THE IMPORTANCE OF WHO PEOPLE SEE IN PARLIAMENT
When people see parliament on TV it’s important that they see and hear people like themselves. How could women believe that parliament understood their lives when it was so overwhelmingly male? How shameful that for so many years people from the Asian and Afro-Caribbean communities had played their part so assiduously in our democracy by voting in general elections and yet not one single MP was non-white. When Bernie Grant - who along with Diane Abbot was one of two Afro-Caribbean MPs to come into parliament in 1987 - appeared at the Queens Speech dressed in full African dress there was muttering and sneers. But to see him there - resplendent in flowing African robes on the Green benches of the House of Commons sent a huge and positive message that reached people from the Afro-Caribbean community - not least in my constituency - that the House of Commons was hearing now from their community. He was representing not just his own constituency of Tottenham - but the wider Afro-Caribbean Community.
The election of David Blunket in the House of Commons not only brought a great politician to parliament, it sent a powerful message that parliament would hear from people with disabilities and recognise their abilities. Every time Ann Begg speaks from her wheelchair in the Commons it’s not only about the importance of what she says but also about the inclusion of wheelchair users more generally.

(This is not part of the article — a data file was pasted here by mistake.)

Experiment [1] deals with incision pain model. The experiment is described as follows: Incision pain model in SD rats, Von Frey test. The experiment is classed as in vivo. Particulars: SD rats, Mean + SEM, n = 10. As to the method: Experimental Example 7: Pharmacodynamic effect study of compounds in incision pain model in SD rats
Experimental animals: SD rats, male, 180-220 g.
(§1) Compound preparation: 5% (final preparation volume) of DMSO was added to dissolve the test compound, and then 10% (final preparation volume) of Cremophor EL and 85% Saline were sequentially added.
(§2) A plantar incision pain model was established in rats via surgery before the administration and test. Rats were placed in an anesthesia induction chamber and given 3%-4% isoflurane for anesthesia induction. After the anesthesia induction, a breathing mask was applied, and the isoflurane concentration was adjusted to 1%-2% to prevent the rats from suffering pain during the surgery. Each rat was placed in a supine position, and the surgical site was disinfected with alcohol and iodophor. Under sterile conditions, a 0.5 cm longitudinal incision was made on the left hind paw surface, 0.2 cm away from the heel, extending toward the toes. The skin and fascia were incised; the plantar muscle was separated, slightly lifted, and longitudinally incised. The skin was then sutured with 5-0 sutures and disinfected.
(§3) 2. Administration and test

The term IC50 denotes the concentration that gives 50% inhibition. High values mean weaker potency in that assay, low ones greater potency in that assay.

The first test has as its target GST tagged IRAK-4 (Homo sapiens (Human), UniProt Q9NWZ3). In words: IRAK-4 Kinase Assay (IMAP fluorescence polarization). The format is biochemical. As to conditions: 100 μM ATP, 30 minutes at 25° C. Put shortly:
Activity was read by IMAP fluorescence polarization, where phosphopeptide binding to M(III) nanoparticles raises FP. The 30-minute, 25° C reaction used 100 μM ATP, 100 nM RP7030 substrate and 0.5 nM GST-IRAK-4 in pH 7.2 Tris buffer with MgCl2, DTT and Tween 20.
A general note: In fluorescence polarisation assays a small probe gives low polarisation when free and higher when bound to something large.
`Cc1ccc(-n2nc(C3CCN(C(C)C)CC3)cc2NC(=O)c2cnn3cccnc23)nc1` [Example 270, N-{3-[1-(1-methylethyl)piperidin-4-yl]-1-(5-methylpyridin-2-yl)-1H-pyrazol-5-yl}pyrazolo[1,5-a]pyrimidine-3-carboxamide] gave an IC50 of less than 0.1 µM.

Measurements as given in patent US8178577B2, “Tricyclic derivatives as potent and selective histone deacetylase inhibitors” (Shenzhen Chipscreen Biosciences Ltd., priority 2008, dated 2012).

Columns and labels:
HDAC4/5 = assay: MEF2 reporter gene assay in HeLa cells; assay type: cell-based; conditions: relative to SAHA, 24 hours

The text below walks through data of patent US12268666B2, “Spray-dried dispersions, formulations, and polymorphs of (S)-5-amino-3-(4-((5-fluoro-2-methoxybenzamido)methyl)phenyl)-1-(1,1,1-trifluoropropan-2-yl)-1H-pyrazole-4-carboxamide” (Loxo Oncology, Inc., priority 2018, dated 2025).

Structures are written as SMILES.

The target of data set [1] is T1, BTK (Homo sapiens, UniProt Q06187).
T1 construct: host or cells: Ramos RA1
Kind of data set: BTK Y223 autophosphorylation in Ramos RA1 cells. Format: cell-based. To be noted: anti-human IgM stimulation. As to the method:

EQUALITY IN PARLIAMENT NEEDED TO FIGHT INEQUALITY IN THE COUNTRY
But it’s more than just about what parliament looks like... that parliament should mirror the country which elects us. It’s also about the fight for change. This country is riven by deeply-entrenched inequality - which are growing. We need parliament to lead the fight against inequality - to address the causes of it. It must lead by example to lead change in the country. It cannot hope to lead change to tackle inequality in the country, if you can see, just by looking at it, that it itself, embodies discrimination. So equality and diversity in parliament is important to drive forward equality in this country.